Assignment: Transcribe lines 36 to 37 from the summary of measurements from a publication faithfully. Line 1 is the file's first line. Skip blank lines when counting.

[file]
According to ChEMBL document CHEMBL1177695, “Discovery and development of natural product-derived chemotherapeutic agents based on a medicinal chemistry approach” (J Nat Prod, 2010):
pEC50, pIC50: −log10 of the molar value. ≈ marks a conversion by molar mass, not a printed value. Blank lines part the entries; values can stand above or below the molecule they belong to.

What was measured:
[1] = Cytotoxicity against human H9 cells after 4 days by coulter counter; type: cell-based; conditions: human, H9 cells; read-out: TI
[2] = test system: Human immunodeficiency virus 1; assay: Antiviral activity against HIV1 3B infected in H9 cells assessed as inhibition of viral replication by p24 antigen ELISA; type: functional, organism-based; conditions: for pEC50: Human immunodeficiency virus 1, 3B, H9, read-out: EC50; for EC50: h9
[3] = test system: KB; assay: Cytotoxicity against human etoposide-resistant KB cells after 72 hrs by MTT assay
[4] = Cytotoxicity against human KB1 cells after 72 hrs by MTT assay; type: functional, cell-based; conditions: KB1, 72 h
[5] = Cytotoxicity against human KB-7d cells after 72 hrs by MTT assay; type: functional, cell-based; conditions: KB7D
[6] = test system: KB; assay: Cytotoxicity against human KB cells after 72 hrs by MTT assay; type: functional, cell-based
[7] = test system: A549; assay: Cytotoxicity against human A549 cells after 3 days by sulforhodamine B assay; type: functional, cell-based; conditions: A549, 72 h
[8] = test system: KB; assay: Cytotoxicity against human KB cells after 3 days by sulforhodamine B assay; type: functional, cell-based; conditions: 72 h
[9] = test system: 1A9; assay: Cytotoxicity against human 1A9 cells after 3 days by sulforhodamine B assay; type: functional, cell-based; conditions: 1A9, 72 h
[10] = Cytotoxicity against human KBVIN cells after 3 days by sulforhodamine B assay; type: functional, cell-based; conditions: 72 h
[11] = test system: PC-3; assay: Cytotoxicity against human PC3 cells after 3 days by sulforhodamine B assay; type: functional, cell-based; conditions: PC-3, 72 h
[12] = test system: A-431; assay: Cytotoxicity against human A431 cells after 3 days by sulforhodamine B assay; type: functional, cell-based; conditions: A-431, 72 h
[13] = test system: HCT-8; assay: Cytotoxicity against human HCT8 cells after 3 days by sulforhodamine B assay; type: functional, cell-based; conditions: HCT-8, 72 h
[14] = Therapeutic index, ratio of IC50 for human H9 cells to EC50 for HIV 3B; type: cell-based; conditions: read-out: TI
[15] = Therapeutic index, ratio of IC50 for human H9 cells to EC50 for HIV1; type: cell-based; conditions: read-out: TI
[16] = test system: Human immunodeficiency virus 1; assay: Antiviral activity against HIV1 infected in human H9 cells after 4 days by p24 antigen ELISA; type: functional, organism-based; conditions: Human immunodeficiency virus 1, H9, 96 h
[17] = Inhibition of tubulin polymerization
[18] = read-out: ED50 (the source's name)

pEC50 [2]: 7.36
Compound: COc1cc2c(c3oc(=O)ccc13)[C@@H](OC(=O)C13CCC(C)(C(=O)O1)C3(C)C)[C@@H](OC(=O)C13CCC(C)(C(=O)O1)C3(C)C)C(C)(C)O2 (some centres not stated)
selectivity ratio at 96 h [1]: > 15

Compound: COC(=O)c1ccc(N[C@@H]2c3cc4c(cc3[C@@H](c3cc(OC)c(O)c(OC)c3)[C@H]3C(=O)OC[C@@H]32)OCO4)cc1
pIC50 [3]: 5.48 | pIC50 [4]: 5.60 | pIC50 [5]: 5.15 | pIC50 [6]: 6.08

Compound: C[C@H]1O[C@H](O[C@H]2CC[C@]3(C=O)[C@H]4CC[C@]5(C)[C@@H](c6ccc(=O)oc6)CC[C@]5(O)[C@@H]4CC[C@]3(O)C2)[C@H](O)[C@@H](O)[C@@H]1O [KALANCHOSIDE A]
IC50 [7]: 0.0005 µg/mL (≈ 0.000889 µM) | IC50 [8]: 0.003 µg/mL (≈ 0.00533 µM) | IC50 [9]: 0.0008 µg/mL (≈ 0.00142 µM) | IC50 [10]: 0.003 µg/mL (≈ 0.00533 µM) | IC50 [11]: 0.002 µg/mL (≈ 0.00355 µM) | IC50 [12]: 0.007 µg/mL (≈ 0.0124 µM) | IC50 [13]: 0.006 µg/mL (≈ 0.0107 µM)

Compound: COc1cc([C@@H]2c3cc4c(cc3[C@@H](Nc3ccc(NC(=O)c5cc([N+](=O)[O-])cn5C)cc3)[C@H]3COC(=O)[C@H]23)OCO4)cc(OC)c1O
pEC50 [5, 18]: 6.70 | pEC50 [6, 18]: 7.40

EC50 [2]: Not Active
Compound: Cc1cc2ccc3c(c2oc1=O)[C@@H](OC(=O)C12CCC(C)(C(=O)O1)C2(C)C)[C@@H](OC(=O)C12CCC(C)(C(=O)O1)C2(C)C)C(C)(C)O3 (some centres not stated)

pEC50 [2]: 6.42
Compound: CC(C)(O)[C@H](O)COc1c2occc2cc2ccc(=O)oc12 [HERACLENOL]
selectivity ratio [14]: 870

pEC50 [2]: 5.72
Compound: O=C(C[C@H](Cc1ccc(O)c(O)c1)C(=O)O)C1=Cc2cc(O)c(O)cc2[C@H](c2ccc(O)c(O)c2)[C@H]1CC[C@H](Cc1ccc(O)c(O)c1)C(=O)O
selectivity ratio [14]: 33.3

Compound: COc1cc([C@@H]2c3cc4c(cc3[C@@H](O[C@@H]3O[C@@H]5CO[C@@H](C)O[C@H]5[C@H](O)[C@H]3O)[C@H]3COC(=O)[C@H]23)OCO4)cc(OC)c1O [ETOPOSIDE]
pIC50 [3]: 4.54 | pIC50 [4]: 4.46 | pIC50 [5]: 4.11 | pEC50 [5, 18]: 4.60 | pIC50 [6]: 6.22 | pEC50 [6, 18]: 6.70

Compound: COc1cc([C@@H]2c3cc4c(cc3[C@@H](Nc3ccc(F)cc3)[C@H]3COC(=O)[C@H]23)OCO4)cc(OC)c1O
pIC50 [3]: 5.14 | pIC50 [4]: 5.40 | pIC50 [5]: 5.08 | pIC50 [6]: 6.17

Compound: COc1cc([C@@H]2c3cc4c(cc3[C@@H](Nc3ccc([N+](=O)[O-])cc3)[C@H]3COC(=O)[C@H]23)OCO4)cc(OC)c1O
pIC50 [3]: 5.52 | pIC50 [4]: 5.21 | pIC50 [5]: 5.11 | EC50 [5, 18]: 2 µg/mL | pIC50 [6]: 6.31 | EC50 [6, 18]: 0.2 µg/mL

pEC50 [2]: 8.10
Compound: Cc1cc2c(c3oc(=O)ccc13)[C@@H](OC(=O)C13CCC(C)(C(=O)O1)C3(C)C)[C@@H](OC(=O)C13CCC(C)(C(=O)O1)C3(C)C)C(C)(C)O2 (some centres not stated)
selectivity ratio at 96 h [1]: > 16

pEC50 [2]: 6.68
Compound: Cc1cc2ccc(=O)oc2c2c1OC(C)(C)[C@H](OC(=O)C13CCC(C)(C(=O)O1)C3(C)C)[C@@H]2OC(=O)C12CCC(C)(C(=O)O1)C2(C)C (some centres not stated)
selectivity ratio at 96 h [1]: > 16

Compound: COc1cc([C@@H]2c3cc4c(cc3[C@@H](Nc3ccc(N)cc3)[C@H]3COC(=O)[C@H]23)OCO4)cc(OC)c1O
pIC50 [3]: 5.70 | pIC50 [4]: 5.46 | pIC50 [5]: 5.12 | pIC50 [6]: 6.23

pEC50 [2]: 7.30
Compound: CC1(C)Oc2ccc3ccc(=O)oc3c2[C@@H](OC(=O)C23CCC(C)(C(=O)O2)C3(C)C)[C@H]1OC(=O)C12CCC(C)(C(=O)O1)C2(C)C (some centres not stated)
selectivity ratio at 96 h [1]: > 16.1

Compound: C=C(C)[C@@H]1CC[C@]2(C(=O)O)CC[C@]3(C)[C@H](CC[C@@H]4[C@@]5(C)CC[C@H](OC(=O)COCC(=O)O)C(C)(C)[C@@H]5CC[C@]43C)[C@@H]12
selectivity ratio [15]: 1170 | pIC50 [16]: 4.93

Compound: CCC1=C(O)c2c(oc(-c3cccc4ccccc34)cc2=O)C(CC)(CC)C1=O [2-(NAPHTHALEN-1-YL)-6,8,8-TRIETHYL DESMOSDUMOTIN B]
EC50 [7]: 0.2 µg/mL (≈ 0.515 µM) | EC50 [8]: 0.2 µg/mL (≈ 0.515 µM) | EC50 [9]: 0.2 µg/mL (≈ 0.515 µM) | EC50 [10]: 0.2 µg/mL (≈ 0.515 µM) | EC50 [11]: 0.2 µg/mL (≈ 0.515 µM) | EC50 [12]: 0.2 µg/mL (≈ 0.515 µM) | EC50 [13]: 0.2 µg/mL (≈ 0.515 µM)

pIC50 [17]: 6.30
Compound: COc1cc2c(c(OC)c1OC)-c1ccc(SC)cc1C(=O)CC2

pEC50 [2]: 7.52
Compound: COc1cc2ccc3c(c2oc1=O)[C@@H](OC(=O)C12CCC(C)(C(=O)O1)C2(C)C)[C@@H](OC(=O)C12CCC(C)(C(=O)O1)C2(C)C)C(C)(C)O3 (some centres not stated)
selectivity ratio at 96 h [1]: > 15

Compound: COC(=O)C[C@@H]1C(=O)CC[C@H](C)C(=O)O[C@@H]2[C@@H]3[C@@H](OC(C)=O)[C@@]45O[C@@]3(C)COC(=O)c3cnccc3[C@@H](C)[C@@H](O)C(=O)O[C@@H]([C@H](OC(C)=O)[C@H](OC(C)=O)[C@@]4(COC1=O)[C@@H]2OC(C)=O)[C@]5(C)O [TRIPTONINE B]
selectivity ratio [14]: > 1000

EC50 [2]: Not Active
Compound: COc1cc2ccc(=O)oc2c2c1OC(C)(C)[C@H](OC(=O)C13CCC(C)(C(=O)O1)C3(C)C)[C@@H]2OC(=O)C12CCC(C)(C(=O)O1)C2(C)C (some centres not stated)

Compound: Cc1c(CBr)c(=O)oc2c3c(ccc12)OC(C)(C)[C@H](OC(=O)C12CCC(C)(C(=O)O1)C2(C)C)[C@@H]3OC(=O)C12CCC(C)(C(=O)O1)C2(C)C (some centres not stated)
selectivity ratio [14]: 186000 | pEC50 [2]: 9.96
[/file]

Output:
pEC50 [2]: 5.72
Compound: O=C(C[C@H](Cc1ccc(O)c(O)c1)C(=O)O)C1=Cc2cc(O)c(O)cc2[C@H](c2ccc(O)c(O)c2)[C@H]1CC[C@H](Cc1ccc(O)c(O)c1)C(=O)O